Neither increased financial pressure nor increased diplomatic activity seems likely to do any good at all, however: There is no viable government in Somalia with which to engage in "increased diplomatic activity," and since piracy has become a major revenue source for the people of Somalia, it is far from obvious where the "increased financial pressure" might be applied.
Along much the same lines,
The vice president of the Philippines, the nation with the largest number of sailors held captive by Somali pirates, appealed Saturday for the safety of hostages to be ensured in the standoff.
"We hope that before launching any tactical action against the pirates, the welfare of every hostage is guaranteed and ensured," said Vice President Noli de Castro.
"Moreover, any military action is best done in consultation with the United Nations to gain the support and cooperation of other countries."
U.S. rules of engagement prevent the Americans using their vastly superior fighting power to engage the pirates if there is any danger to civilians.
Senator John Kerry announced plans to hold hearings "to further examine the growing threat of piracy and all the policy options that need to be on the table before the next fire drill becomes an international incident with big implications." No indication was given as to whether representatives of the pirates would be invited to testify. Although I viewed the holding of hearings as an exercise in political point-making, now that the crisis has passed and the end result was good, such hearings might possibly be productive. The notion of relying on the UN, however, still strikes me as silly, because it seems quite unlikely that the UN would do more than offer a strongly worded condemnation of piracy as it just did in response to the North Korean missile launch. That would certainly work as well with the pirates as it is likely to work with North Korea.
Sitting at a comfortable desk in far away Panama, I am in no position to judge the actions of the officers and crew of the U.S. Navy vessels on site. Nor, since I have never been held hostage, am I in much of a position to argue that the possibility of danger to civilians should not be the absolutely overriding concern. Even the French, however, appear to be prepared to take an occasional risk in that regard, as evidenced by the recent death of a civilian on a hijacked yacht stormed by French navy commandos.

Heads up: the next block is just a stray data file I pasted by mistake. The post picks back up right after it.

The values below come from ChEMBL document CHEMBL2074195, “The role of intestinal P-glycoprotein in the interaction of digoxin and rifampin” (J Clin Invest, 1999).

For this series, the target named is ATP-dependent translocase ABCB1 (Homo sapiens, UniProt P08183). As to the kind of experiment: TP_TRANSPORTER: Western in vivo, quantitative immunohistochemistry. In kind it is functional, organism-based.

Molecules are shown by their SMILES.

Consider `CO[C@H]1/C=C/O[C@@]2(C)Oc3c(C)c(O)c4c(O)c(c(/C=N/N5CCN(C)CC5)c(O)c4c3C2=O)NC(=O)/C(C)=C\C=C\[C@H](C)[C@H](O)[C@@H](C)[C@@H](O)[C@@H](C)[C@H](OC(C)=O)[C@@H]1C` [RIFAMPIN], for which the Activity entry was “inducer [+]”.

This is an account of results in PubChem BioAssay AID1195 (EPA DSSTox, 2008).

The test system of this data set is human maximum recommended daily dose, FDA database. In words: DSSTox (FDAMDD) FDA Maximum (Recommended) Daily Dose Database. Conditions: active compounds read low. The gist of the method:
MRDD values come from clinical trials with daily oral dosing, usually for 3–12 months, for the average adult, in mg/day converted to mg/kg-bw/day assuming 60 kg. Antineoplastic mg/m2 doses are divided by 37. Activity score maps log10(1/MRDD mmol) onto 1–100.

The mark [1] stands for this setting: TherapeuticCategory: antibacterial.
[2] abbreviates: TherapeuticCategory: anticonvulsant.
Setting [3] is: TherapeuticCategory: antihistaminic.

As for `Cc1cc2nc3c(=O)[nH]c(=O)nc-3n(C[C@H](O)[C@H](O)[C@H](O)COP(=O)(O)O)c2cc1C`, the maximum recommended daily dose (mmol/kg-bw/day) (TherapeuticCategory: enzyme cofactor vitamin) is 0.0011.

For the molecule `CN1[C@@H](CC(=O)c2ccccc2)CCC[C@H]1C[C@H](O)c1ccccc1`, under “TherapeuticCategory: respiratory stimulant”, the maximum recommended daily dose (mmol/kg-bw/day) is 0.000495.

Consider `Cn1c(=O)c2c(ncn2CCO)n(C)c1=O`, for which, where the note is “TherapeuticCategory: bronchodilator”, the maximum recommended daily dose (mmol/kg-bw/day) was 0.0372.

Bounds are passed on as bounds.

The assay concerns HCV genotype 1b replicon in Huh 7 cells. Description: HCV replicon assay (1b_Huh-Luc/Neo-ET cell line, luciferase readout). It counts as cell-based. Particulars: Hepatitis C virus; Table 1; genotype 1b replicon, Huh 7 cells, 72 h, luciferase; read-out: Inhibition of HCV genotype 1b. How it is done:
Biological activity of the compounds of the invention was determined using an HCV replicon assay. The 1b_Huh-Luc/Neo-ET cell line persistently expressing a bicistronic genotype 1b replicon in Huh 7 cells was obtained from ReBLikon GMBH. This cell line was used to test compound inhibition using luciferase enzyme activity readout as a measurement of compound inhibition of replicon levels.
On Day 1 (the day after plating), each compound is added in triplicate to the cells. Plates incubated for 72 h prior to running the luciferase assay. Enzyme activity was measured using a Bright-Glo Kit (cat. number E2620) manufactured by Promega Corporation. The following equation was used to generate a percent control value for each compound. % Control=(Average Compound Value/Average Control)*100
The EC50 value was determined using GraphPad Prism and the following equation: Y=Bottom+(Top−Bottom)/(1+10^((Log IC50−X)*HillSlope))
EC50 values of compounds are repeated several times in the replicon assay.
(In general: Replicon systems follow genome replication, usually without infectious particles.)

However, I would be curious to learn why, when Captain Phillips jumped out of the life raft and attempted to swim to safety the first time, no covering shots were fired from the Navy destroyer to protect him, and none were fired in at least an attempt to scuttle the life raft bearing the four pirates. Surely, some sharpshooters were aboard. I would also be curious what was hoped to be accomplished by the small Navy complement in a small boat which was chased away by gunfire, which it did not return. There is doubtless a reason. There has to be.
My suspicion is that the captain of the Navy destroyer on scene was waiting for permission from superior authorities, who were in turn awaiting specific guidance from that well known Virginia landmark, the Pentagon aka Puzzle Palace, which was awaiting clear guidance from the State Department and the FBI, which were awaiting clear guidance from the White House. The White House, it has been reported, viewed the whole unfortunate mess as a bit of a distraction and President Obama had made made no public comment prior to the successful outcome after guidance eventually came.
The present hijacking ended well, with the ship, her captain, and crew safe and three of the four pirates dead. The prospects for reductions in piracy are at least modestly encouraging because, in this one instance, piracy has been made to have adverse consequences substantially outweighing the profits. Clearly, it was the proper function of the U.S. to protect her own interests, and she must be better prepared the next time to take similar action, vigorously and without further hesitation.
Now that a precedent has been established and what happened is well known, I hope that piracy, at least against U.S. flag vessels, will be dealt with more quickly based on general guidance given to U.S. Navy vessels operating off Somalia before another hijacking or hostage taking develops. Commanders should not be left to flounder around awaiting specific instructions when something bad happens; they need useful and thorough guidance in advance. While a crisis may be a terrible thing to waste, to waste a victory would be even worse. If similar guidance is promptly given to naval vessels of other nations, at least a dent may be made in the piracy problem. Meanwhile, it still seems imperative that commercial vessels operating in or close to those waters take the reasonable precaution of sailing with a team of properly armed and trained security personnel.